by Vince Bushell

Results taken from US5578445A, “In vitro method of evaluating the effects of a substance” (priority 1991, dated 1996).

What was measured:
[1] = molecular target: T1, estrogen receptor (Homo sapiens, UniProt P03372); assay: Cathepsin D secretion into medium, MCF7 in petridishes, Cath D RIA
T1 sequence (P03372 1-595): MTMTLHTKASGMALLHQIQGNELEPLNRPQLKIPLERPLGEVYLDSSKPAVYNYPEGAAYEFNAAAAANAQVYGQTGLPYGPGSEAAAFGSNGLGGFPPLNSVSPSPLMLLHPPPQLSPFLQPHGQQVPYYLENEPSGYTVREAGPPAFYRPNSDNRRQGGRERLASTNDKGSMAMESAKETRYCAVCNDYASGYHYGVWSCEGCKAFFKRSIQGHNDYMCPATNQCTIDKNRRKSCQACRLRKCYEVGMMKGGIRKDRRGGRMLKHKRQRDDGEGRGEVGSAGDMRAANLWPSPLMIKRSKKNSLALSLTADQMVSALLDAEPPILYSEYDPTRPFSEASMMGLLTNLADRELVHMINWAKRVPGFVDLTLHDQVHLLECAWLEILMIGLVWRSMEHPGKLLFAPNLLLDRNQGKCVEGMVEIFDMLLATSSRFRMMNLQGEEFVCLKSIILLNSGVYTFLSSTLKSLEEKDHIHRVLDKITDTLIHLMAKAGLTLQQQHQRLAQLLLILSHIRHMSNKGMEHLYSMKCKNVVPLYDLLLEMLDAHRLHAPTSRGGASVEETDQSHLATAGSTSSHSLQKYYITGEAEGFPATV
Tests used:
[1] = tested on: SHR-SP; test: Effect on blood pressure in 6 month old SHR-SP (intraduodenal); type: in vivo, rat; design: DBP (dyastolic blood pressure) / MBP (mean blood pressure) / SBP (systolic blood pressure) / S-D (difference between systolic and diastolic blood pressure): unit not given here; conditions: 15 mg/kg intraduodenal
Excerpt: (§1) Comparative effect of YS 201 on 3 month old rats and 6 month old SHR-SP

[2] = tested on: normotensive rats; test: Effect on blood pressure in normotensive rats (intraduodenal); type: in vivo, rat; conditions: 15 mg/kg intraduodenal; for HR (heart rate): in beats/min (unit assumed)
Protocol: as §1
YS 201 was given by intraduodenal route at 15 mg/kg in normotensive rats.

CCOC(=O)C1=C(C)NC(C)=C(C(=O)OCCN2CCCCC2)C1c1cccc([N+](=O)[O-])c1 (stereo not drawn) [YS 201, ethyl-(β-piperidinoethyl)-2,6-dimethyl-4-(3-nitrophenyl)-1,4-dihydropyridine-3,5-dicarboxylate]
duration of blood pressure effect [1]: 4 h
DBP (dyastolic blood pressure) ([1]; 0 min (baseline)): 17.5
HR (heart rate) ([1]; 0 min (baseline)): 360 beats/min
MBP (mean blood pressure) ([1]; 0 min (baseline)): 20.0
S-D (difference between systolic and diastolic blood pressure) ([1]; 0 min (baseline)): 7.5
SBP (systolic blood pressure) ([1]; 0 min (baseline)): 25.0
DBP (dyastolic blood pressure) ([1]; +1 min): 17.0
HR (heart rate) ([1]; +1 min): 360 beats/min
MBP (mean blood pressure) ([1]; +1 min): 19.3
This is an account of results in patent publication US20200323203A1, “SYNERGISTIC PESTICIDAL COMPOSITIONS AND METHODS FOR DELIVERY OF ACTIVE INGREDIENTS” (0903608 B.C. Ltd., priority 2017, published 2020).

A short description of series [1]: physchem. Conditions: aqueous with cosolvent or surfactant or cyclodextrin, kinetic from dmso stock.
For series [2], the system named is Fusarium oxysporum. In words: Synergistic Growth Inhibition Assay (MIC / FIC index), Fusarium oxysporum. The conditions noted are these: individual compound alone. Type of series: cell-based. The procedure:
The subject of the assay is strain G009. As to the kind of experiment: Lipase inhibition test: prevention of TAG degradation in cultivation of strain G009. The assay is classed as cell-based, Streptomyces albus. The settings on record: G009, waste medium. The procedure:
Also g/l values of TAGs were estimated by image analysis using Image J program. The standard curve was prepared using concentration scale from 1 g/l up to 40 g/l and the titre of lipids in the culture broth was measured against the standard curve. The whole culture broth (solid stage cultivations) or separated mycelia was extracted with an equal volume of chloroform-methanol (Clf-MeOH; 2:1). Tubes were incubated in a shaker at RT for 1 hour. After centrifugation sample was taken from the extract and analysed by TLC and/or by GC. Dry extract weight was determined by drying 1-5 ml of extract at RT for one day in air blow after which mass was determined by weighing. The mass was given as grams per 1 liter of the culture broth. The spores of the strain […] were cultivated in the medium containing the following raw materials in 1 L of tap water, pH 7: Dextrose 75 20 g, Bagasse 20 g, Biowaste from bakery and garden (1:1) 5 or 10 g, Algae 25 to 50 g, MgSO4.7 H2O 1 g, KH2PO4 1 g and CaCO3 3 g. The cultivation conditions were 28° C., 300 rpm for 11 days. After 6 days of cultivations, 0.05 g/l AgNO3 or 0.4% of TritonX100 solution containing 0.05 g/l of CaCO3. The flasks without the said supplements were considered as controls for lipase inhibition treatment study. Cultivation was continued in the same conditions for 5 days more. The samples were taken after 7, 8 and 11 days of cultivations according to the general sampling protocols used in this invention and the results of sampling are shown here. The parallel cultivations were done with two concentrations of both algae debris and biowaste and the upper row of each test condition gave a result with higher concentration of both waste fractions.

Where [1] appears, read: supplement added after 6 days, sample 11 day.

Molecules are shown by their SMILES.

Get out your wayback machine, ’cause I am taking you back to the 20th century, about 1971, and you are sitting in a darkened theater watching 25 dancing girls on the big screen. They are in a circle and you are looking down on them as they smile at you. They are the petals of a flower. This is a Busby Berkeley film, The Gold Diggers of 1933, and part of a Berkeley series that ran at UWM’s Union Theatre. As you watch, especially those enveloped in the purple haze which was certainly part of the spirit of the ’70s, you are yanked back in time to the ’30s, as only movies can do. And you think, “Wow, what were those guys on?” It is hard to actually get a handle on the Zeitgeist (roughly “spirit of the age”) of a time when you are right in the middle of it. But looking back, to this 20-something the early ’70s meant: stop the war, end racism, women’s liberation, and pass the joint. And here on the screen was certainly a different time and spirit. Gold digging — as in a young lass with great legs catching the good life by connecting with a rich old cat — was viewed, if not with approval, with a wink. Hard times of the depression were countered by lavish escapist production numbers and the hit song was “We’re in the Money.” I don’t know what Berkeley and friends were on, but the imagination, creativity, and entertainment value of these movies was way up there. Riverwest Film and Video may get one or two of these films in to rent, but if you ever get the chance, try to see one on the big screen. The Berkeley series was part of the grand tradition that the UWM Union Theatre has been providing to our community for years and is continuing to provide. If the Matthew Barney and his Cremaster Cycle is any indication of the current Zeitgeist, watch out. Barney’s cycle was shown at the Times Theater in September, and I had the opportunity to view Cremaster 1 and 2. A cremaster, by the way, is the muscle that …well it has to do with guys’ naughty bits and protecting the family jewels. Why name a movie cycle after that? If that were the only question these films brought to mind it would be easy to explain. The crowds stood outside the Times and shared 1/4 baked, 1/2 baked, and fully baked ideas about what they just saw. Let me say that the films were visually stunning with strong symbolic underpinnings related to eggs, fetal development, sex, dancing, murder, the death penalty, and Mormonism. Oh, and I almost forgot, there were dancing girls, strongly reminiscent of scenes from Berkeley’s Goldigger movies. Same as it ever was.